Congratulations to all our ACCLA Students on Being selected for the Apollo Interviews held on the 29th & 30th of January 2018 and kick-starting their Cruise line Careers. And also all the best to them in their future endeavor’s.
One of the most important cruise ship chef job is serving hygienic food. This process begins long before the food reaches the kitchen and is then served to guests. Storage and preparation procedures are key factors that affect the quality of food on cruise lines.
Cruise ships place huge orders for food supplies to carry them through days at sea. Proper storage helps keep them fresh for longer and safe to eat. Cruise line companies design ships to have various storage areas for different food items – fresh vegetables, dairy, different types of meat, canned items and even beverages. Each of these storage areas has different temperature settings linked to the food being kept within.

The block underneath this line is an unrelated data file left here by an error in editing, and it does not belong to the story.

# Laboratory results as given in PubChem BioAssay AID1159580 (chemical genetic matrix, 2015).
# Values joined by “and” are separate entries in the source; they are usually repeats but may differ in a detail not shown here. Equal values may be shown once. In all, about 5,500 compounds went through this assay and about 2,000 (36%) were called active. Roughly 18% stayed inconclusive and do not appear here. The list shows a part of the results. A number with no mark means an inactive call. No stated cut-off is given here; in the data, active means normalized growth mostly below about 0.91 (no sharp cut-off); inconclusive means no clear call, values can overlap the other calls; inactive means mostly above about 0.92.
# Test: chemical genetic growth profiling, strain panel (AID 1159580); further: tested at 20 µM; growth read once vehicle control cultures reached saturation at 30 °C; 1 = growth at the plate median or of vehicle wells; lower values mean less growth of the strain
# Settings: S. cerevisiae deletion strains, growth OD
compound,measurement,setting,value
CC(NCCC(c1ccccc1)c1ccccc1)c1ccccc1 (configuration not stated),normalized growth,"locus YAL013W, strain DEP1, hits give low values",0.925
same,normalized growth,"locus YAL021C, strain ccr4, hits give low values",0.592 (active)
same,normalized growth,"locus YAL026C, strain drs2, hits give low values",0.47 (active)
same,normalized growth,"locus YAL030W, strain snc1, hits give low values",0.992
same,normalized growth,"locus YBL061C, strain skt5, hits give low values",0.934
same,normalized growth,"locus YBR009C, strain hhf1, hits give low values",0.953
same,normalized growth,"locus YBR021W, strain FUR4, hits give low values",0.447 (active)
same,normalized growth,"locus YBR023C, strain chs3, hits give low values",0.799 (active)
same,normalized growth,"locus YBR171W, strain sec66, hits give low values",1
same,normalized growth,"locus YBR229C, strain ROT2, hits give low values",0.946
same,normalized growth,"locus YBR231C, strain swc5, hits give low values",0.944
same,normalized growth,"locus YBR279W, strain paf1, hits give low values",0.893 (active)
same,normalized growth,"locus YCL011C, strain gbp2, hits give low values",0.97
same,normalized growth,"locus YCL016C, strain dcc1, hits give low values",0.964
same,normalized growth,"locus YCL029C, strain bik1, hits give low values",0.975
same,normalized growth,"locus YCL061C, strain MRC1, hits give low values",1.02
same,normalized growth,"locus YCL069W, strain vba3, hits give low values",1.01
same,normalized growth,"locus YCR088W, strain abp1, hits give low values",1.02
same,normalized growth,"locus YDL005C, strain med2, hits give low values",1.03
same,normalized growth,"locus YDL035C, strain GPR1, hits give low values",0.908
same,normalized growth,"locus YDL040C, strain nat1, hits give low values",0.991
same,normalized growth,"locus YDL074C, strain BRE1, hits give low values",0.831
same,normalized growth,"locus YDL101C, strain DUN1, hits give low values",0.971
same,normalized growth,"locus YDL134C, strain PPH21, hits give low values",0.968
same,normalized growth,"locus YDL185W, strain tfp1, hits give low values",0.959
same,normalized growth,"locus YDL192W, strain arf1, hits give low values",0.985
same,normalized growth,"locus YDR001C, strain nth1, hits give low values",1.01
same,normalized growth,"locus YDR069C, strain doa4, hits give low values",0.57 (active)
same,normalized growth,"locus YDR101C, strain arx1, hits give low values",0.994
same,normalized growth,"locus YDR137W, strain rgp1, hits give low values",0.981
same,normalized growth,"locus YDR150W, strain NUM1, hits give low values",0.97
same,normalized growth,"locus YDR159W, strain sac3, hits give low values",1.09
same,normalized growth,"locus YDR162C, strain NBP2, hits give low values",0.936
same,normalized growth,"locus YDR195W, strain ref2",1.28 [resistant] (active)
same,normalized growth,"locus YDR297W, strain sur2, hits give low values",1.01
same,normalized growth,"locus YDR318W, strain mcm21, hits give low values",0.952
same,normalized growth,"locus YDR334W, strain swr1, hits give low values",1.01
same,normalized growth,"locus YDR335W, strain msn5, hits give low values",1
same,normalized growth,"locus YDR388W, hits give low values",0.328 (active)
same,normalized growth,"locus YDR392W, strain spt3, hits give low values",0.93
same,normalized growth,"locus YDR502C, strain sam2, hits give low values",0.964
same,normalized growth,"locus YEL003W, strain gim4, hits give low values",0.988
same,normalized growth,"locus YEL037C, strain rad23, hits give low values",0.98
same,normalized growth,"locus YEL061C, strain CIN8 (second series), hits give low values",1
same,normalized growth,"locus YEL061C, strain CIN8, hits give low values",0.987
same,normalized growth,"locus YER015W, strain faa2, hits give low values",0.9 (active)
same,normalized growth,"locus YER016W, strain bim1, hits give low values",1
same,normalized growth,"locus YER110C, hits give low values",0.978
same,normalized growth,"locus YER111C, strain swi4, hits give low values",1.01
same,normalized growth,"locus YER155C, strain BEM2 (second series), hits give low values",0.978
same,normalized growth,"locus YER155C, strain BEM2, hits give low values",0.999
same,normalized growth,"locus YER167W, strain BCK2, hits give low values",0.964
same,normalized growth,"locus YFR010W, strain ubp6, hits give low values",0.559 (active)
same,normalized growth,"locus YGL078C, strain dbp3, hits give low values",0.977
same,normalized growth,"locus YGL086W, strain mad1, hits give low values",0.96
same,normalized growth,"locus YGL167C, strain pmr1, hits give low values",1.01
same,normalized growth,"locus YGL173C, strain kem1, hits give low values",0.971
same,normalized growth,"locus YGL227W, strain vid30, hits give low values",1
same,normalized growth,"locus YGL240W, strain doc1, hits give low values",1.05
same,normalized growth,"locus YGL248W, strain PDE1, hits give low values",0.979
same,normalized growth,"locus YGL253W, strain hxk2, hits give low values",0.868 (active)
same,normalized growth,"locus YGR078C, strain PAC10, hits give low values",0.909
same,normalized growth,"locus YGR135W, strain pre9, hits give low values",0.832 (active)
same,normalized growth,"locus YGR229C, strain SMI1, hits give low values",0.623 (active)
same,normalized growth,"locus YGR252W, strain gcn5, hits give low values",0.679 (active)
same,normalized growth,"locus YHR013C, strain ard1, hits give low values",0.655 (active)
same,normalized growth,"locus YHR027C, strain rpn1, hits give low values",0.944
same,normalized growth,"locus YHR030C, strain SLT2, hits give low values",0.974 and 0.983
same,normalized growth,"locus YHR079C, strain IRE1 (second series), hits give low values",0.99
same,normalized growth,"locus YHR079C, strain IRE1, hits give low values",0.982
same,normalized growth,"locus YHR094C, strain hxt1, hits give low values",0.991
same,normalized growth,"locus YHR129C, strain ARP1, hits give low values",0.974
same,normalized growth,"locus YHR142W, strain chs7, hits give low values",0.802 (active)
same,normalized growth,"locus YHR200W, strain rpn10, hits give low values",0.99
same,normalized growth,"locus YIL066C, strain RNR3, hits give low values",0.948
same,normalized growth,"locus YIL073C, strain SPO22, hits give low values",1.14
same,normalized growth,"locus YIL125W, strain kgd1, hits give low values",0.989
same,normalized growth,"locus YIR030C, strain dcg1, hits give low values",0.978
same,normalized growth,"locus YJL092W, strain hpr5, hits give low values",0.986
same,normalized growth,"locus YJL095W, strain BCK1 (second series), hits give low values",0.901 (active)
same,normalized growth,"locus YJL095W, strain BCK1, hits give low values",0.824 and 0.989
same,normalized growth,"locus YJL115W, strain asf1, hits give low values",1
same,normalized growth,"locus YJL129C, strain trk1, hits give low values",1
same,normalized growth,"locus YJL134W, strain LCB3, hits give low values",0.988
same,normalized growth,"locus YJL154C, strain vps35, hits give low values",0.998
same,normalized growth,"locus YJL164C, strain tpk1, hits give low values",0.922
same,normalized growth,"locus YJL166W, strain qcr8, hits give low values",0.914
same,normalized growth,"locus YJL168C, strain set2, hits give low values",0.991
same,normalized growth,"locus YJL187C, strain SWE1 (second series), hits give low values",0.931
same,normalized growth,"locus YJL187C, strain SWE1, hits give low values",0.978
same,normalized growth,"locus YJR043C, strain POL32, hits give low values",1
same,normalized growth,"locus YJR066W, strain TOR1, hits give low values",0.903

There are various ways to check whether food is safe when the delivery arrives. Temperatures of food items, particularly frozen food, must be checked, and since most food is frozen on arrival each consignment must pass the test, or be rejected.
Certain foods are more susceptible to going bad at warmer temperatures. These foods – such as milk or other dairy products, must be 5 degrees Centigrade or below when the delivery arrives. Frozen food like meat and seafood should be frozen solid when it arrives at the cruise ship. There should be no signs – liquids, water stains or ice crystals – that the food had thawed and been refrozen.
Cruise ship chefs and food handlers must be careful to check for food that has passed its expiration date before storage and before preparation as well. Those that have are rejected immediately.